Navigating a path between The Godfather and The French Connection
In his review of American Gangster a well known critic described, with some reverence, how Ridley Scott’s latest crime thriller sucessfully wound its way around earlier examples of the genre to position itself in the cannon. But surely you want a new film to do something new? To somehow become more than the sum of it’s influences? How did a derivative genre re-hash come to be accepted as superior entertainment? Like a plate of re-heated afters, you can vaugely make out what the meal might have been but what’s on your plate is little more than lukewarm stodge which, edible as it may be, doesn’t come close to the full flavour of a piping hot main course served fresh out of the oven.
When Sunshine was released earlier in the year Danny Boyle described how it is very hard to make a decent science fiction film nowaddays without invoking the ghosts of 2001: A Space Odyssey, Solaris or Alien, so he decided it was necessary for his film to pay lip-service to these ‘greater’ films. My question is, how did any of the people behind the aforementioned ventures manage to avoid subservience. How were they able to overtake their influences? How did Bob Dylan emerge from the shadow of Woody Guthrie to become Bob Dylan?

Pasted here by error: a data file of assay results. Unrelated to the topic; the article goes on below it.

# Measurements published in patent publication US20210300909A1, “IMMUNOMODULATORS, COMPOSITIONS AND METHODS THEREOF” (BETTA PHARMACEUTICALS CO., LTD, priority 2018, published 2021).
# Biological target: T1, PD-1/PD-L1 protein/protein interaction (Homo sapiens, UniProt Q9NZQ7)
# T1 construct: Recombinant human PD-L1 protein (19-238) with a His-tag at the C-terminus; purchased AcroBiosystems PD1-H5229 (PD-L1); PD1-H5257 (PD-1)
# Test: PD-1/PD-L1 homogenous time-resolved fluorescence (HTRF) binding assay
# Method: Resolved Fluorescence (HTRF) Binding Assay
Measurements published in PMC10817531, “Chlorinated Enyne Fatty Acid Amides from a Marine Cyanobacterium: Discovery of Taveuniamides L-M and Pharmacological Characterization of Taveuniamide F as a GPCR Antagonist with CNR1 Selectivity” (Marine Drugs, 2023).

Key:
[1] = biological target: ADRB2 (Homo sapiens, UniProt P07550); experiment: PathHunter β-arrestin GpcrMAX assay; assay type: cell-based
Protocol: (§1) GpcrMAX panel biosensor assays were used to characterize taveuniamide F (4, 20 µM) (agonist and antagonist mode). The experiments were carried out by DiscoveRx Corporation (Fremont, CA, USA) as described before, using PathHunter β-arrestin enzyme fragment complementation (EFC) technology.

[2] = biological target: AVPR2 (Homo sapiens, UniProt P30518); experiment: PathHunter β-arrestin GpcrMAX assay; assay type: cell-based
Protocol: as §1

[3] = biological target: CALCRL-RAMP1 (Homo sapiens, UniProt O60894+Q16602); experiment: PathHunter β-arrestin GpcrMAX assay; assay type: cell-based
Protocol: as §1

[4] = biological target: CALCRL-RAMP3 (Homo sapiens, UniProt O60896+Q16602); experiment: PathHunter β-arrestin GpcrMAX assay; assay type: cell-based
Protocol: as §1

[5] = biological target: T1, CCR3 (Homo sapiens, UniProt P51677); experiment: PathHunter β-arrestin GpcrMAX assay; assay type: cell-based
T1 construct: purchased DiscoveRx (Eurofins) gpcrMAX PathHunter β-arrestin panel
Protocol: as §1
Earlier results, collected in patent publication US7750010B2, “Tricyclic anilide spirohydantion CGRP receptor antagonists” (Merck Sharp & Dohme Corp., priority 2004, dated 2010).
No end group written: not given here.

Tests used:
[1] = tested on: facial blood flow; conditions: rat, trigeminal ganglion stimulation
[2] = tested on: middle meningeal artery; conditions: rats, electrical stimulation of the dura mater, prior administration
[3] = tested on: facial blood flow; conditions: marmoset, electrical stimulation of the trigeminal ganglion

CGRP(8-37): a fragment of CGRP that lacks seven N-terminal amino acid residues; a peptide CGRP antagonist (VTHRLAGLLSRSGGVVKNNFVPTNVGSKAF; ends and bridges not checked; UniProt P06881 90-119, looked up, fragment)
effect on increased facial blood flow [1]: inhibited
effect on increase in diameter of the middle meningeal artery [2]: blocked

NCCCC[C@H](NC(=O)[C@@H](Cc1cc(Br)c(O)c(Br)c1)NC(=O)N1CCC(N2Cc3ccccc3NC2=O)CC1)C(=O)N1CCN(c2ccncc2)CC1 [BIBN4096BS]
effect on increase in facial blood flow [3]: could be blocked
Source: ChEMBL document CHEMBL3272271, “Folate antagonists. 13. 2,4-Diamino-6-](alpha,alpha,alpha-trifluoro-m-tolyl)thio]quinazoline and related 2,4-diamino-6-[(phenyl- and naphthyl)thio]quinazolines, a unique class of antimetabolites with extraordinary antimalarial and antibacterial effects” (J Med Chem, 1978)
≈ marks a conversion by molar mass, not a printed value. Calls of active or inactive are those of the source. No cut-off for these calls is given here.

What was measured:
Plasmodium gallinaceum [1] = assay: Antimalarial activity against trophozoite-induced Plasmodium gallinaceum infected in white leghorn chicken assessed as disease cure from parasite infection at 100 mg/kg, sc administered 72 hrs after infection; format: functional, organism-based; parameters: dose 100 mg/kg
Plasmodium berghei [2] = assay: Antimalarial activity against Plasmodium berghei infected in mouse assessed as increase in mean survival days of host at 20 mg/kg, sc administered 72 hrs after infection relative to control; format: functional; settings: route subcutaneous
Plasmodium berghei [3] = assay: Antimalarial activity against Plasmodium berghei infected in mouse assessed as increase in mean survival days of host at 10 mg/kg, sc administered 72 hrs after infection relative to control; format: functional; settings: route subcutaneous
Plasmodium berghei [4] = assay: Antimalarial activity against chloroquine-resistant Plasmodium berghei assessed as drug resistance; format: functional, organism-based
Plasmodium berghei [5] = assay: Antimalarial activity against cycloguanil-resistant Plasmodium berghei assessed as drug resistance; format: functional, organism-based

American Ganster has the same problem, Ridley Scott seems so entranced by The Godfather, The French Connection, Serpico and Heat, he fails to make it clear where they end and his film begins. What emerges is a watchable but largely bland wander through a potted history of familiar favourites.
The source material provided by the true life story that inspired the film seems far more rich on paper than the story the film provides. For example, all through the film we are given brief glimpses of Russel Crowe’s character, Richie Roberts, studying to become a lawyer, and at the end of the film, having caught his man, we see him prosecute Frank Lucas and get him convicted. The film ends there and we are told, in writing, about Richie Robert’s subsequent move from the prosecution to the Defence Office where his first client was… Frank Lucas. I want to see that story!